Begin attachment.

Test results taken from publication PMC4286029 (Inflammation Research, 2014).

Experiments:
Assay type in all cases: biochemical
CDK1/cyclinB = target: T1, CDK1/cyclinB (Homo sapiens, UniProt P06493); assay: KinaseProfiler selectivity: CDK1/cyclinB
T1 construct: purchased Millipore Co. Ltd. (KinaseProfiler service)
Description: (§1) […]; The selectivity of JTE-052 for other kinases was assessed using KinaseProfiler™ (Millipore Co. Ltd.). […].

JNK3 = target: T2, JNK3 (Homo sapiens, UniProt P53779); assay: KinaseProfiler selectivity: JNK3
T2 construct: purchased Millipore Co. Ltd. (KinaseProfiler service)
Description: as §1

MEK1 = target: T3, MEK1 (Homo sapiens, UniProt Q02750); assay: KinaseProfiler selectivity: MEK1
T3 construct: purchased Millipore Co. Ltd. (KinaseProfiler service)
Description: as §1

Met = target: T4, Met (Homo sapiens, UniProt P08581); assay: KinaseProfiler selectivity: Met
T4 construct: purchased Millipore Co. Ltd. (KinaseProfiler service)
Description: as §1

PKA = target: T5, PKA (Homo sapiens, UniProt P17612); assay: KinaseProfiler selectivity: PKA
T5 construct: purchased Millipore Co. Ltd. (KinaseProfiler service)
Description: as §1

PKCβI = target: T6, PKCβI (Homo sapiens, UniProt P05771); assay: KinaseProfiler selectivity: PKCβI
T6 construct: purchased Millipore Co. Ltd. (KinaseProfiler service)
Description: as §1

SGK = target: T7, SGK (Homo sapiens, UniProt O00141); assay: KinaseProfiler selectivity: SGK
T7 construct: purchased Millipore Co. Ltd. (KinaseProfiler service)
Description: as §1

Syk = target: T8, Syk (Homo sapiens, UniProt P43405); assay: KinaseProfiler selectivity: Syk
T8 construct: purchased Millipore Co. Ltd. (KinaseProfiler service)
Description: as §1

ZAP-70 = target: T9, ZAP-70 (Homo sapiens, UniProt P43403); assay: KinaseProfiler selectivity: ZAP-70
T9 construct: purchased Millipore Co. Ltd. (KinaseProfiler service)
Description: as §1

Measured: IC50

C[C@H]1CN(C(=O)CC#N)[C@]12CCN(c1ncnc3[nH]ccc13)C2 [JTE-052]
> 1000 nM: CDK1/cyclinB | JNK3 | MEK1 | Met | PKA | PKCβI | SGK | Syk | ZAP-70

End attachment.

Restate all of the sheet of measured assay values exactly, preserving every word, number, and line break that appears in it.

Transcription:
Test results taken from publication PMC4286029 (Inflammation Research, 2014).

Experiments:
Assay type in all cases: biochemical
CDK1/cyclinB = target: T1, CDK1/cyclinB (Homo sapiens, UniProt P06493); assay: KinaseProfiler selectivity: CDK1/cyclinB
T1 construct: purchased Millipore Co. Ltd. (KinaseProfiler service)
Description: (§1) […]; The selectivity of JTE-052 for other kinases was assessed using KinaseProfiler™ (Millipore Co. Ltd.). […].

JNK3 = target: T2, JNK3 (Homo sapiens, UniProt P53779); assay: KinaseProfiler selectivity: JNK3
T2 construct: purchased Millipore Co. Ltd. (KinaseProfiler service)
Description: as §1

MEK1 = target: T3, MEK1 (Homo sapiens, UniProt Q02750); assay: KinaseProfiler selectivity: MEK1
T3 construct: purchased Millipore Co. Ltd. (KinaseProfiler service)
Description: as §1

Met = target: T4, Met (Homo sapiens, UniProt P08581); assay: KinaseProfiler selectivity: Met
T4 construct: purchased Millipore Co. Ltd. (KinaseProfiler service)
Description: as §1

PKA = target: T5, PKA (Homo sapiens, UniProt P17612); assay: KinaseProfiler selectivity: PKA
T5 construct: purchased Millipore Co. Ltd. (KinaseProfiler service)
Description: as §1

PKCβI = target: T6, PKCβI (Homo sapiens, UniProt P05771); assay: KinaseProfiler selectivity: PKCβI
T6 construct: purchased Millipore Co. Ltd. (KinaseProfiler service)
Description: as §1

SGK = target: T7, SGK (Homo sapiens, UniProt O00141); assay: KinaseProfiler selectivity: SGK
T7 construct: purchased Millipore Co. Ltd. (KinaseProfiler service)
Description: as §1

Syk = target: T8, Syk (Homo sapiens, UniProt P43405); assay: KinaseProfiler selectivity: Syk
T8 construct: purchased Millipore Co. Ltd. (KinaseProfiler service)
Description: as §1

ZAP-70 = target: T9, ZAP-70 (Homo sapiens, UniProt P43403); assay: KinaseProfiler selectivity: ZAP-70
T9 construct: purchased Millipore Co. Ltd. (KinaseProfiler service)
Description: as §1

Measured: IC50

C[C@H]1CN(C(=O)CC#N)[C@]12CCN(c1ncnc3[nH]ccc13)C2 [JTE-052]
> 1000 nM: CDK1/cyclinB | JNK3 | MEK1 | Met | PKA | PKCβI | SGK | Syk | ZAP-70